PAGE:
This Just-In… Bow to the King

Justin Prakaiphetkul, Asst. Sports Editor

Sports Illustrated dubbed him The Chosen One. Slam Magazine said he was ready to rule the world. Celtics GM Danny Ainge told the world with a straight face that there were only a handful of players who he would not trade for the Cleveland prodigy.

Four MVPs, three rings, three Finals MVPs, 13 All-NBA Teams and 13 All-Star appearances later, it’s safe to say that LeBron James has lived up to the hype. Surely an athlete of his caliber at this point in his career would be universally regarded as one of the top players in basketball’s illustrious history. Yet, when it comes to the King, the exact opposite is the case.

Since the day James put on a Fighting Irish jersey, he has received his fair share of critics, in the form of analysts and fans. Nevertheless, time and time again, he has proven his doubters wrong.

Whether it was scoring 45 points in Game 6 of the 2012 Eastern Conference Finals, repeating as champion after defeating the San Antonio Spurs or dethroning the 73-9 Golden State Warriors two years ago to bring a title to Cleveland, the King has shown that he can step up in the heat of the moment.

The main argument that critics use to diminish his legacy is the fact that he has a 3-5 Finals record.

Before I go further, yes, LeBron underperformed in the 2011 NBA Finals, as he averaged 17.8 points, 7.2 rebounds and 6.8 assists.

However, the other four losses in James’ Finals career should not be used against him, as his teams were clearly the underdog in those Finals matchups.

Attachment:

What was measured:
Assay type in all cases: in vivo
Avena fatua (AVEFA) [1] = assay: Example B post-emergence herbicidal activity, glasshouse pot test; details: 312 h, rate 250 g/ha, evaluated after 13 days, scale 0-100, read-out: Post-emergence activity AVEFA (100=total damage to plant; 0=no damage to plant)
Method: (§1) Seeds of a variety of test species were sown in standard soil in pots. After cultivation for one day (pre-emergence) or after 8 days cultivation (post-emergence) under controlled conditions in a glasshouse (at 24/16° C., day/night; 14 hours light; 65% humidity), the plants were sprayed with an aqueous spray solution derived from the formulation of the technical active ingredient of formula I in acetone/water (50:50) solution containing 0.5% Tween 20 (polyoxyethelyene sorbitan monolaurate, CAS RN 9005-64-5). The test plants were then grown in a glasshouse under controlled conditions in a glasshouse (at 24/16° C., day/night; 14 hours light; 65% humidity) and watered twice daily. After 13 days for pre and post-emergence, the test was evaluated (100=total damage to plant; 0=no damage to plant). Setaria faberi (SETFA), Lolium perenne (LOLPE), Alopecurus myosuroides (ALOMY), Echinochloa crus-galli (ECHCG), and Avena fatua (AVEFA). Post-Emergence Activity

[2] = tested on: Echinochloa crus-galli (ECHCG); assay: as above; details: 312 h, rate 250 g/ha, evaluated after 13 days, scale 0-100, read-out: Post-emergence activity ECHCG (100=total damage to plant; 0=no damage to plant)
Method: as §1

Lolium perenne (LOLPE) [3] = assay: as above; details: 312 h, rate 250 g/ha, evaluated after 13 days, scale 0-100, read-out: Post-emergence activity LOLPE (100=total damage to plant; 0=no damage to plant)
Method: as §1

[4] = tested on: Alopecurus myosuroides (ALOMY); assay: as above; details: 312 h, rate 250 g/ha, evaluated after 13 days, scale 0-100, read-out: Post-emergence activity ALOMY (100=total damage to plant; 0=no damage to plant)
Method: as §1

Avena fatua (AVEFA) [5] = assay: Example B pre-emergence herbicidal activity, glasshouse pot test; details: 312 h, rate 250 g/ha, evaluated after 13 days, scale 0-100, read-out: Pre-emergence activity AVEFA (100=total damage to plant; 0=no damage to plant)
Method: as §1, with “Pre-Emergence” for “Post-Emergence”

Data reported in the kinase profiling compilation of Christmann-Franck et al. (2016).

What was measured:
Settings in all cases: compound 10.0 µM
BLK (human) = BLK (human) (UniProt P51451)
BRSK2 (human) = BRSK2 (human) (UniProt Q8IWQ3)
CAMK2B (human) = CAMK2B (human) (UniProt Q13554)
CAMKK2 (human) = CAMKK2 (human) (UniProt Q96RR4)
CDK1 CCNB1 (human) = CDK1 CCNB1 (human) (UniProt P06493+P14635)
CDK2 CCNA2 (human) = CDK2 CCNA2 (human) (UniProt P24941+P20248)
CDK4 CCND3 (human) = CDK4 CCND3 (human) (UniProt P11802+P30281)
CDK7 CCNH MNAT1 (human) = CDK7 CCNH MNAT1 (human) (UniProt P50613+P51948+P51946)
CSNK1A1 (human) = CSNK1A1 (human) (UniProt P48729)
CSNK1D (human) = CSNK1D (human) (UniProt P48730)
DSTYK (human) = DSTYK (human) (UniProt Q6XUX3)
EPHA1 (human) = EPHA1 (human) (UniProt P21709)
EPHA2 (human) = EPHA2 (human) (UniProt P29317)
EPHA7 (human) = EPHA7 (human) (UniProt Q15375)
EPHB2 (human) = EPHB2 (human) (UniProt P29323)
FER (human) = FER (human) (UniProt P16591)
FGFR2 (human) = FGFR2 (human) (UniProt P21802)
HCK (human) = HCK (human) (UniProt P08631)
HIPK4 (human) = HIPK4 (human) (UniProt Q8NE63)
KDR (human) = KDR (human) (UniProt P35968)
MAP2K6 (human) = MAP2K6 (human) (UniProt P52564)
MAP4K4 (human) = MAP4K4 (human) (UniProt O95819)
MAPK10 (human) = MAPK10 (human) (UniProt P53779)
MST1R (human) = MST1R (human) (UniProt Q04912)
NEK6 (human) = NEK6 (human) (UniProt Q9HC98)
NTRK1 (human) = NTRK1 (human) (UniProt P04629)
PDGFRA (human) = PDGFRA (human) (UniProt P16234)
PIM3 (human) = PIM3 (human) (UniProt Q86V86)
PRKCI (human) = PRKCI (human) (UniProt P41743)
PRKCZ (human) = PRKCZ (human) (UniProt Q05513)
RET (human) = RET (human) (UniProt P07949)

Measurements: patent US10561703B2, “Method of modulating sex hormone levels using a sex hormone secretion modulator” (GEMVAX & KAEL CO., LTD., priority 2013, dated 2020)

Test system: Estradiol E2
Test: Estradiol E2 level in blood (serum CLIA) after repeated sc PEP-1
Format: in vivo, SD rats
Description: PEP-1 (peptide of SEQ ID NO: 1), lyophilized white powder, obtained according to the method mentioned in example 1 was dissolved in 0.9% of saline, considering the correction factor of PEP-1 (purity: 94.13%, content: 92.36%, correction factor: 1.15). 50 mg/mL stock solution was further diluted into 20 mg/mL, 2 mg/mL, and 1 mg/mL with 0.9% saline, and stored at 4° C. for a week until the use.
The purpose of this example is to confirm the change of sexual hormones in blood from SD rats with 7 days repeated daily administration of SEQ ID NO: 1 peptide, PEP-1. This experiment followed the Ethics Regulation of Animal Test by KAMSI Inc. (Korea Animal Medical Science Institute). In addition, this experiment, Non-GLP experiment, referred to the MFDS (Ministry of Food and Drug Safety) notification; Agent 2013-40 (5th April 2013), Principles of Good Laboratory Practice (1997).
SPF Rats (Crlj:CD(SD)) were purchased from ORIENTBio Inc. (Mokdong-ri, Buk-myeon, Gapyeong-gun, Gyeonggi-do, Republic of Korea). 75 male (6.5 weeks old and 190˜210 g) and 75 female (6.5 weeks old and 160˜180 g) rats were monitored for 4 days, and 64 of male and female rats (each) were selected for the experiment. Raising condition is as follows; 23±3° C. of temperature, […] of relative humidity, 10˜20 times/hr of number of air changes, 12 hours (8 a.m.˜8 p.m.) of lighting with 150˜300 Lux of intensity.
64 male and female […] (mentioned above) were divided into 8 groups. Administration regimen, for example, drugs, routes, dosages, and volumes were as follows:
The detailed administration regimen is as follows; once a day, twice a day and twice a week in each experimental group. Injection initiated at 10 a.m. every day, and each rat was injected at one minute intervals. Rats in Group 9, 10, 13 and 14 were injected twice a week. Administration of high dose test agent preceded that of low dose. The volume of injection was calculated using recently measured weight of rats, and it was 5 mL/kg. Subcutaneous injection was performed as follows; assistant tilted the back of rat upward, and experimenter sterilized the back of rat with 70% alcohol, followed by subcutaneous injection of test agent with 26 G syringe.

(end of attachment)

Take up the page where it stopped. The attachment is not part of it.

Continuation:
Heading into the 2007 NBA Finals, anybody with a lick of basketball knowledge could predict that the 22-year old James had zero chance of winning against the Spurs’ prime Big Three.

In 2014, the Miami Heat—with an injury-riddled D-Wade and Chris Bosh playing below expectations—had no fighting chance to go toe-to-toe with the 62-win, revenge-hungry Spurs, featuring an emerging star in Kawhi Leonard.

The following year, with K-Love out for the Finals and Kyrie Irving suffering an injury in Game 1, the Cavaliers had no hope to take down the Cinderella Story Warriors.

Last year, there was no way that the Cavaliers—nor any other team—were going to overcome the former 73-9 Warriors plus newly acquired Kevin Durant.

Another debate still common in the NBA world is the Larry vs. LeBron discussion. As legendary as Bird is, at this point, James has surpassed Bird as the greatest small forward in NBA history.

Both Larry Legend and the King are similar in that they have perfected the all around game of basketball. James is dominant athletically and possesses mythical-like physical gifts while Bird relied more on his arsenal of crafty moves to make up for his lack of athleticism.

So what exactly separates LeBron from Larry? Longevity.

As great as Bird was, his body was not able to keep up with him as his intense battles with the Showtime Lakers and the Bad Boy Pistons took a toll on his back and lower body. After 1988, Bird’s averages and percentages dropped dramatically for his standards. By 1992—his 13th season—he was forced into retirement.

In his 15th year, James is still the league’s alpha dog, a title he has undisputedly held since 2010.

Truth to be told, no player in the last 20 years has come this close to matching the one and only Michael Jordan. If James is somehow able to upset the Warriors this season, he may do the unthinkable and surpass Jordan as the NBA’s GOAT.

As the King is clearly in the second half of his career, it may be time to wonder when James will decide to take off his crown for good. Although it seems as though James will never slow down, Father Time has proved to be undefeated. With that said, now is the time to truly appreciate the Chosen One for what he is—greatness personified—before it is too late.